Security in the internet age has long been neglected by the majority of users, even though their data has been at risk or even exposed not only recently. Nevertheless, many users struggle to use password managers in order to use strong and unique passwords for all services they use. You recognize yourself? Then there is good news for you: Even without using a password manager, it is quite easy to generate and remember secure and unique passwords for everyday use. Just follow the steps below and instantly use passwords complying with all standards which experts recommend for strong passwords.

    • At least 12 characters long
    • No words which can be found from a dictionary
    • No personal information
    • Should contain lower case letters, upper case letters, numbers, plus special characters
    • Unique for every website/service used

You can easily create and memorize passwords complying with these requirements by creating an individual rule.

 Create secure passwords with your individual rule

  1. Password core element (fix): Think of a sentence, a line in a poem, of a song or similar that is important to you. Take the first letters of every word, or the last letters and put them together. The result should be something like “iwnwseb”
  2. Enhance the password core (fix): Make every second, third or whatever letter upper case: “IwNwSeB”
  3. Password element divider (fix): Use one or two special characters as a divider between the password core and the next element: “IwNwSeB$!”
  4. Unique password element (variable): Next step, you create a password element which depends on the website/service you use individually. Mostly, the name of a service will be unique, so you create a rule based on this. For example: for any service you use, you use (the number of letters in its name) +/- /* (X). E.g. for (# of letters * 5) with “Facebook” results in “40”. This leads to “IwNwSeB$!40” As this is the most important part, you can (and should) create a unique calculation rule for this which does not have to be too complicated, yet not too easy. (In fact, this example is one of the easy ones which are easy to remember.)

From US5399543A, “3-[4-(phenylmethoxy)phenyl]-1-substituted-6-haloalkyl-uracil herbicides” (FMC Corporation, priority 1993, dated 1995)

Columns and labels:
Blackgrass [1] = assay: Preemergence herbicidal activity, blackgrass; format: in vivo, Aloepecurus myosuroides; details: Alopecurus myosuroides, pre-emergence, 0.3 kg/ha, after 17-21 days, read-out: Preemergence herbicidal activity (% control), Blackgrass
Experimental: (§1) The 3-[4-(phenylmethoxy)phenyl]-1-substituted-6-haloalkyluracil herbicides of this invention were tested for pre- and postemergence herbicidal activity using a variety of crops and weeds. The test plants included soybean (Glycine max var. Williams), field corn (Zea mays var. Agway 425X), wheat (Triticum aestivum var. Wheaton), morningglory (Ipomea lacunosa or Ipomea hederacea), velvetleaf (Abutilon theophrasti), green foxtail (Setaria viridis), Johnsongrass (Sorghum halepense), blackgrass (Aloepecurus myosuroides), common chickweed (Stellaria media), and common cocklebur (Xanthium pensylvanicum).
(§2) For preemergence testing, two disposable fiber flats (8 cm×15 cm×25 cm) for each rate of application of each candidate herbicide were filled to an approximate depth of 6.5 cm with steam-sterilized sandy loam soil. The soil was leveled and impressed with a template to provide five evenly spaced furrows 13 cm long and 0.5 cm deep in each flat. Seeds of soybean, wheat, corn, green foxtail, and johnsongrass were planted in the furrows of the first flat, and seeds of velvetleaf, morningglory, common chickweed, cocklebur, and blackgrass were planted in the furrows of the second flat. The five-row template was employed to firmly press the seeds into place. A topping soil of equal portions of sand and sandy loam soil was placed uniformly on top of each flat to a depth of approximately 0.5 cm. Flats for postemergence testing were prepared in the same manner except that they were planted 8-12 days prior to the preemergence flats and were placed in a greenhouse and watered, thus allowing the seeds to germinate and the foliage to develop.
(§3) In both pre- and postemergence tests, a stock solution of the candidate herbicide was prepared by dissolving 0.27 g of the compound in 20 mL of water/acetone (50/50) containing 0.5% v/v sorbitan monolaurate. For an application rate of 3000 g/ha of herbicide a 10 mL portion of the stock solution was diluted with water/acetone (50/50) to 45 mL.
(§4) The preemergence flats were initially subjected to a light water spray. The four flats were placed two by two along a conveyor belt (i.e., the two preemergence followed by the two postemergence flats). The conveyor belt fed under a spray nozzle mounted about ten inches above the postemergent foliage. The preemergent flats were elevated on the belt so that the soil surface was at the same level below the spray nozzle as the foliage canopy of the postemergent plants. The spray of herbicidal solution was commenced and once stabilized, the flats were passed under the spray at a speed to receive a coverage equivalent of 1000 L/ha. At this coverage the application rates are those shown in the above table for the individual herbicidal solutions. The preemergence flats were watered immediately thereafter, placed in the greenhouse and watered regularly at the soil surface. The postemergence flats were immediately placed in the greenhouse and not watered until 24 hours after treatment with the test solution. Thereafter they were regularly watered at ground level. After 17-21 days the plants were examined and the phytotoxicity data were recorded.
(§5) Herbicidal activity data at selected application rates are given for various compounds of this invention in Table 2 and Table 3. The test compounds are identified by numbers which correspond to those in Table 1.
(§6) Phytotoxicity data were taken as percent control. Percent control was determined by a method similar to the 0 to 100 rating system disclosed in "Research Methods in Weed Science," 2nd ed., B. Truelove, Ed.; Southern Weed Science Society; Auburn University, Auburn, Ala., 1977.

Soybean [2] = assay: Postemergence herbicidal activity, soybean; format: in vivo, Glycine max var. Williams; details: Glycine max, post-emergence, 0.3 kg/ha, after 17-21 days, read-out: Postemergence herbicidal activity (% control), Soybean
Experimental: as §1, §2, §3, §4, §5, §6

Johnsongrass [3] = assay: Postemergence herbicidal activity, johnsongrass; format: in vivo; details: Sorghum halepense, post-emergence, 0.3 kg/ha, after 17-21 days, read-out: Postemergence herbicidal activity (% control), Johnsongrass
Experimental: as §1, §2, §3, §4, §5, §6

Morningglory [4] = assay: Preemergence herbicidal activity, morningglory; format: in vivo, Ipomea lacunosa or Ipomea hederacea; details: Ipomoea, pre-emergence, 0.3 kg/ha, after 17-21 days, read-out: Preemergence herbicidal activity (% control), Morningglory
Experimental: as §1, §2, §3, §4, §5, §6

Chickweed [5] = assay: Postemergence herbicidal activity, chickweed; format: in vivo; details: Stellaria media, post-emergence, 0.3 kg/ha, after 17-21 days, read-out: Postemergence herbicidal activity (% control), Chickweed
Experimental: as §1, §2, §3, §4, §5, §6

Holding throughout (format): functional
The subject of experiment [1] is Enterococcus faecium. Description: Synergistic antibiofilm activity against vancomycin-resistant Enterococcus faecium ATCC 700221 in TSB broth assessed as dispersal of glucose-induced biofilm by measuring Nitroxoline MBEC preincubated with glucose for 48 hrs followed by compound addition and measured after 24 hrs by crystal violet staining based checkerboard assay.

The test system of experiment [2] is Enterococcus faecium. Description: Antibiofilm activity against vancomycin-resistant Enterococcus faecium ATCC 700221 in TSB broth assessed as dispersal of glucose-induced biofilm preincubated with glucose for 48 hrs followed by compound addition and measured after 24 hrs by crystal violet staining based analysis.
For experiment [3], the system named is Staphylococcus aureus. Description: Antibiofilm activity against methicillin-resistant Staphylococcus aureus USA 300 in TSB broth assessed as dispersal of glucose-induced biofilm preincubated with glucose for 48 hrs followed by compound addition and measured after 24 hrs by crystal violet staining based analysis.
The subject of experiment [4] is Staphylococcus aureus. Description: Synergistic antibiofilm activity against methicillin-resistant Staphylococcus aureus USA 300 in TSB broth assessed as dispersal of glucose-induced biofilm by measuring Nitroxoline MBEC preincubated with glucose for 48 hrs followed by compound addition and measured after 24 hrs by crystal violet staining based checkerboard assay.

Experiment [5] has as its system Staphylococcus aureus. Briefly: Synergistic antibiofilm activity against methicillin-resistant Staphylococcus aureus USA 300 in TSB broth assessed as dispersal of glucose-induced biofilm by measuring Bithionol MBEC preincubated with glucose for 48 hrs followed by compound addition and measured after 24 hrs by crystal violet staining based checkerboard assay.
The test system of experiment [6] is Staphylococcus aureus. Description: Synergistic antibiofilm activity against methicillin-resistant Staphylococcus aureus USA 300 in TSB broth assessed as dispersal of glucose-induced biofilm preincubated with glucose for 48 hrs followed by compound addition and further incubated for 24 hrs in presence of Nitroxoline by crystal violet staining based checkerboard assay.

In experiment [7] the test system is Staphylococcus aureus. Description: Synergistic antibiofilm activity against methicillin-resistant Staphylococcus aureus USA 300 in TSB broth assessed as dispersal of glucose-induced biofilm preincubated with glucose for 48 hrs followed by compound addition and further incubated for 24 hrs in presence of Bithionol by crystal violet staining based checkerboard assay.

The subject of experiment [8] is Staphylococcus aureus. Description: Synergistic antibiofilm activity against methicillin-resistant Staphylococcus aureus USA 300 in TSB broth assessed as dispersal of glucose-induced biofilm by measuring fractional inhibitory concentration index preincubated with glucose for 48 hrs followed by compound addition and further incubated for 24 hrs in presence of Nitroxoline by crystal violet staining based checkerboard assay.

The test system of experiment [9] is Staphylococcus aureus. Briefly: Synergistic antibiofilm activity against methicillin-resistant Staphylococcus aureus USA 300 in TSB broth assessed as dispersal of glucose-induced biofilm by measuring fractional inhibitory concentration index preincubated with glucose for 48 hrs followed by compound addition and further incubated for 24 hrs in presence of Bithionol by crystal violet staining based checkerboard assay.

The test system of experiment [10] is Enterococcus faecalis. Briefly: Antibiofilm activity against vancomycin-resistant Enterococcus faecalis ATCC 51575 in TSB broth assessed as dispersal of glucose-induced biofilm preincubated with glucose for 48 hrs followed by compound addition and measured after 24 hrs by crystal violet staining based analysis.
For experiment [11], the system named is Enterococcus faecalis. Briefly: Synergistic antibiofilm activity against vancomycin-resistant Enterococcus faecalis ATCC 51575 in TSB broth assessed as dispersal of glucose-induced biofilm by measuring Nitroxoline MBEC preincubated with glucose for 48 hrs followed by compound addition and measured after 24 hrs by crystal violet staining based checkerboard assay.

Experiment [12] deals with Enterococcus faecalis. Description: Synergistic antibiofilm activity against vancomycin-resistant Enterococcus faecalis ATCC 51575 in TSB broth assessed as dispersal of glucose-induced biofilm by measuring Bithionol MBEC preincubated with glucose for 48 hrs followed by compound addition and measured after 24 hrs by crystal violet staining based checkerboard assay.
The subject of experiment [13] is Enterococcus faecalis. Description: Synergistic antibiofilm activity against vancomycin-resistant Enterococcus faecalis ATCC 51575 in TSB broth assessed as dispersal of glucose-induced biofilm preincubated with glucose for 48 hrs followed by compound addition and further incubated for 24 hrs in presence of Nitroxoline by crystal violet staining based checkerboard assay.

5. Password close element (fix): This can be whatever addition, be it a fixed special character, a number, another core element. You can play around with rules 1-4 freely for this. Let it be “#7”, which finally leads to “IwNwSeB$!40#7” in this example, which is a strong, 13-character password which is easy to remember no matter what service you use it for.

So your rule is: (Take the n-th letter of every word in [your line here]) + (make every n-th character of the result upper case) + (add [special char 1; special char 2] as a divider) + (calculate a value from the service’s URL following the rule [F] and amend the result) + (amend [char 1; char 2; …; char n]). All done.

All you have to do is to memorize your individual rule by heart (and I mean it!) and never let anyone know.

Of course it’s not perfect

Nevertheless, always remember that security is relative. Even using strong passwords is not 100% secure: It will protect you from so called bruteforce attacks (randomly trying all possible combinations of all available characters), but a human analyst (and in the future possibly an AI) could most likely extract the rules you use. But as of now, it’s a matter of economics: as long as you’re not a terrorist or something, noone will ever invest the time and effort necessary as most passwords are much easier to crack. And even if your passwords gets re-calculated from leaked hashes, you will only have to renew your password with ONE of your services instead of all.

Plus, you will feel much better, which is half the battle anyways 😉